Court Rejects Appeal for Hearing Requested by Israeli Held in Connection with Boushicki Murder
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Court Rejects Appeal for Hearing Requested by Israeli Held in Connection with Boushicki Murder

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An Oslo criminal court yesterday rejected an appeal for a new hearing lodged by one of the two Israelis held in connection with the murder of a Moroccan citizen, Ahmed Boushoucki. The two Israelis were arrested in the home of Israeli diplomat Yigal Eyal hours after Boushicki was fatally shot July 21 in the Norwegian resort city of Lillehammer. The two men, whose identity is still kept secret, have been formally charged with murder and espionage.

Police officials said here today that they have not received any new request from Israeli legal representative, Meir Rosenne, to meet with the two men. Norway has already rejected three such requests from Rosenne who heads the legal division of the Foreign Ministry in Jerusalem.

Norwegian Undersecretary of State for Foreign Affairs, Torleiv Anda, said today that any such Israeli request “is a matter for the courts to decide.” In an interview with the Oslo newspaper, “Arbeiderbladet,” Anda said “In such a grave and complicated matter it is nonetheless clear that court officials will maintain close contact with the Ministry of Justice and the Ministry of Foreign Affairs.”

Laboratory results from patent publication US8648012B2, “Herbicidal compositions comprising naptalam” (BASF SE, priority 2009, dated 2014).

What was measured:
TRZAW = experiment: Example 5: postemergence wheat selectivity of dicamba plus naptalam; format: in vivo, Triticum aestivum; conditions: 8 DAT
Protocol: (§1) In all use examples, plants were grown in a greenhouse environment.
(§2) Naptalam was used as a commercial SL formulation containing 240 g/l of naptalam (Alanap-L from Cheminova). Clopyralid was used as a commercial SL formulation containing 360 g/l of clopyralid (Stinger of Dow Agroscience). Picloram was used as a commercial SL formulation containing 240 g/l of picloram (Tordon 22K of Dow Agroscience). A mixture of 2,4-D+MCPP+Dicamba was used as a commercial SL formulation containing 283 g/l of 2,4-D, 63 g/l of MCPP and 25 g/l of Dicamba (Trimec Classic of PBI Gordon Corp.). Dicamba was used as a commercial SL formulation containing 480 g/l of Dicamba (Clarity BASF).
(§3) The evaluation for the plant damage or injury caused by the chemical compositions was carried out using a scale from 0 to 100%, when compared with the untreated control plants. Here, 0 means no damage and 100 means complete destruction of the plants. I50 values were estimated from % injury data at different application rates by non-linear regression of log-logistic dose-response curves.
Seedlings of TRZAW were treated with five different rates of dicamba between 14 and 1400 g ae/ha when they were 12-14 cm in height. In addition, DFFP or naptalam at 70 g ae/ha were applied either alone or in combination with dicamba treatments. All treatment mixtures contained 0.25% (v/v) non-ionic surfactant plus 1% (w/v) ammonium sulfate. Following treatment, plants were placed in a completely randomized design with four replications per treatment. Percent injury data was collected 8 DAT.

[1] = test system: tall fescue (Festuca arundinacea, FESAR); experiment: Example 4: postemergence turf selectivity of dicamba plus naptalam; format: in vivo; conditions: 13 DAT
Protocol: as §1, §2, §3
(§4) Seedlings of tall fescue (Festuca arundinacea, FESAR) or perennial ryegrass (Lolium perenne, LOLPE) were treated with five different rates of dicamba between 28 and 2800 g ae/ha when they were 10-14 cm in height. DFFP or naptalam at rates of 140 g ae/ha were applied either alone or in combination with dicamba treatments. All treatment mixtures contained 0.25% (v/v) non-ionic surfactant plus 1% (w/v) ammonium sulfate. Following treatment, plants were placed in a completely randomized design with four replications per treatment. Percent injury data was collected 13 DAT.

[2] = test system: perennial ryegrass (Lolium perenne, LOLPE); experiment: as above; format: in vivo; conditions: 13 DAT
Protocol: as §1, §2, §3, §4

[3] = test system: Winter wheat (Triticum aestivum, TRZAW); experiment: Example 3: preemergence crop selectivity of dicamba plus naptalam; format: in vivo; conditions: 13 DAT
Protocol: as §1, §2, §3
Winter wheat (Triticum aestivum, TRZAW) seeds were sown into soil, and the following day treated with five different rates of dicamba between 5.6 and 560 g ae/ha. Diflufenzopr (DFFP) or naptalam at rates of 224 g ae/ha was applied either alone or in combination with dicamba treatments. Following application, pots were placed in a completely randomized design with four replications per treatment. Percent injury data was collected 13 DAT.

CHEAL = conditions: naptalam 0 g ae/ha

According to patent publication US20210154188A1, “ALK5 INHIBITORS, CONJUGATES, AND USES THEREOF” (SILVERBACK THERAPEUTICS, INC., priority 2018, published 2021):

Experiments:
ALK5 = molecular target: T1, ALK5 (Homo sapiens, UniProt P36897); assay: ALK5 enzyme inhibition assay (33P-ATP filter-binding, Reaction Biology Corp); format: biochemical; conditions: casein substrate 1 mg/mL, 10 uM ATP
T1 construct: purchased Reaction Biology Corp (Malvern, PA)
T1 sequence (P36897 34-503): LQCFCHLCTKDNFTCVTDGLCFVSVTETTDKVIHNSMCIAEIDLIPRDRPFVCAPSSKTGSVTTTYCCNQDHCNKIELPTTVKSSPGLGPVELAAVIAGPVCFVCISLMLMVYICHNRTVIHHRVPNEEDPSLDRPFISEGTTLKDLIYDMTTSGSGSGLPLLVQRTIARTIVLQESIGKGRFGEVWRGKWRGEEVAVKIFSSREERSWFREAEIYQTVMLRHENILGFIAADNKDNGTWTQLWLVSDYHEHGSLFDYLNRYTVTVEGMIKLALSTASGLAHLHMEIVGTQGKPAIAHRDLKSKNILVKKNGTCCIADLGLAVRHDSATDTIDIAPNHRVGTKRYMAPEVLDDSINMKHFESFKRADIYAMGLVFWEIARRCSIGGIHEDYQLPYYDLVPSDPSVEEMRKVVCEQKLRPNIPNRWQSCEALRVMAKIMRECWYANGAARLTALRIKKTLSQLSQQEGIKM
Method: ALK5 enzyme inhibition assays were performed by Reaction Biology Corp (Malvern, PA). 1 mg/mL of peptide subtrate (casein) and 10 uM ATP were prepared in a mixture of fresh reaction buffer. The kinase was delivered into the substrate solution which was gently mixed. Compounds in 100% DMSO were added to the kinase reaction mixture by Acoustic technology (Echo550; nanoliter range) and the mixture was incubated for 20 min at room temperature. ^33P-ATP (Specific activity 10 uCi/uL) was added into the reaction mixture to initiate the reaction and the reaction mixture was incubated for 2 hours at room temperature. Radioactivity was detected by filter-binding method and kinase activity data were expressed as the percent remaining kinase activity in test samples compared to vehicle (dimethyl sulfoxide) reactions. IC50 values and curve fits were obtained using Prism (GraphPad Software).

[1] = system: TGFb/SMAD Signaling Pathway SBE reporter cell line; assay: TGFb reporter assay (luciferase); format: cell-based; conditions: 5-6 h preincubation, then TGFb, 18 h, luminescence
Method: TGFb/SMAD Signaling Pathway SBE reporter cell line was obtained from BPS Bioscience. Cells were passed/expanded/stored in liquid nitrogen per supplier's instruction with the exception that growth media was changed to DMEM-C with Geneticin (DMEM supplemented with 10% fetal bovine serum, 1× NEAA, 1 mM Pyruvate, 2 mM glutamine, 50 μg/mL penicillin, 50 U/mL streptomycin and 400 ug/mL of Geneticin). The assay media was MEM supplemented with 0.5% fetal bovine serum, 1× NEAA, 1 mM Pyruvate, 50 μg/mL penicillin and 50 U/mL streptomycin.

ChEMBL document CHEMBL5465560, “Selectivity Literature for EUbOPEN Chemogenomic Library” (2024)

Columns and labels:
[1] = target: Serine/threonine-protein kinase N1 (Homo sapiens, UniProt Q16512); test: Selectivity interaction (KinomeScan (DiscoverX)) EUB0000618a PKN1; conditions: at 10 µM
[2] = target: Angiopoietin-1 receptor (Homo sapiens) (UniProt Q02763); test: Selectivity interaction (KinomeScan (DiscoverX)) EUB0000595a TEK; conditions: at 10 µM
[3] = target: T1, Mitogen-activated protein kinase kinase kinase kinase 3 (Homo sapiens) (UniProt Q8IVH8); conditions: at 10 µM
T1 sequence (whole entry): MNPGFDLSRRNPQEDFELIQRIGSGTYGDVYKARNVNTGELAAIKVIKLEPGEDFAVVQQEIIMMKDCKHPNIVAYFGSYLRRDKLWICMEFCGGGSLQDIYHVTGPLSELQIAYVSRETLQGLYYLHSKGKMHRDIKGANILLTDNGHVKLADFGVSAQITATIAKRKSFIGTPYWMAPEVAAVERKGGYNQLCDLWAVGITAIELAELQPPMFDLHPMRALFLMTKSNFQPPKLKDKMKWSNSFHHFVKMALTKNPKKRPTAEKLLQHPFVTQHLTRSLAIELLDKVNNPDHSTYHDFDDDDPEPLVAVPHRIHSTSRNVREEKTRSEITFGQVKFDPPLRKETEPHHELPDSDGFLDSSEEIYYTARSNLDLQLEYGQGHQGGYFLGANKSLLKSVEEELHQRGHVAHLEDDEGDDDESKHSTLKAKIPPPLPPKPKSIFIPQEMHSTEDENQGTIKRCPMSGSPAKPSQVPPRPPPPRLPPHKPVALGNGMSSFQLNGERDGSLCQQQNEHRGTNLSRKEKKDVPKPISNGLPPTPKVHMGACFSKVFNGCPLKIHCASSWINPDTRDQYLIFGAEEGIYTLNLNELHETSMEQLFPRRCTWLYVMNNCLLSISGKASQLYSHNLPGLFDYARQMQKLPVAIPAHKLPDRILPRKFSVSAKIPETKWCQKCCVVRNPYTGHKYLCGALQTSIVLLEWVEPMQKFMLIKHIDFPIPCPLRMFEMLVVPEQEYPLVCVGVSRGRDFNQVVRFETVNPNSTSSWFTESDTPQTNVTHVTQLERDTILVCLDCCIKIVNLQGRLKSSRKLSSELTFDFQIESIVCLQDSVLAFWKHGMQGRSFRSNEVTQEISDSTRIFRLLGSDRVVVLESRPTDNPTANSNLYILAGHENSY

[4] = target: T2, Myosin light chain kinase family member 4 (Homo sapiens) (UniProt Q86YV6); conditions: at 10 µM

The Norwegian aide recalled that under normal circumstances and in ordinary criminal cases, it is customary for Embassy representatives to be granted access to aliens held in Norwegian jails. He stressed, however, that “the Lillehammer case is of quite a different nature.”

Two leading criminal lawyers in Oslo today condemned the government for refusing Rosenne permission to meet the arrested Israelis. In a joint statements, lawyers Wulf Nordhus and Arne Hestines claimed that Norwegian authorities have acted in violation of established principles of international law. (According to rumors circulating in Oslo, Rosenne secretly met the two men last week.) The Norwegian Press Association had earlier criticized the government for not providing the public with sufficient information on the Lillehammer slaying.

Meanwhile, Palestinian organizations in Norway will not try for the moment to avenge the death of Boushicki, according to a Norwegian security official quoted in today’s “Extrabladett.” The official said that according to his sources the groups intend to capitalize on the sympathy growing for them as a result of the slaying. The official added, however, that the stringent security measures taken to protect Israeli and Jewish institutions in Norway would remain in force.

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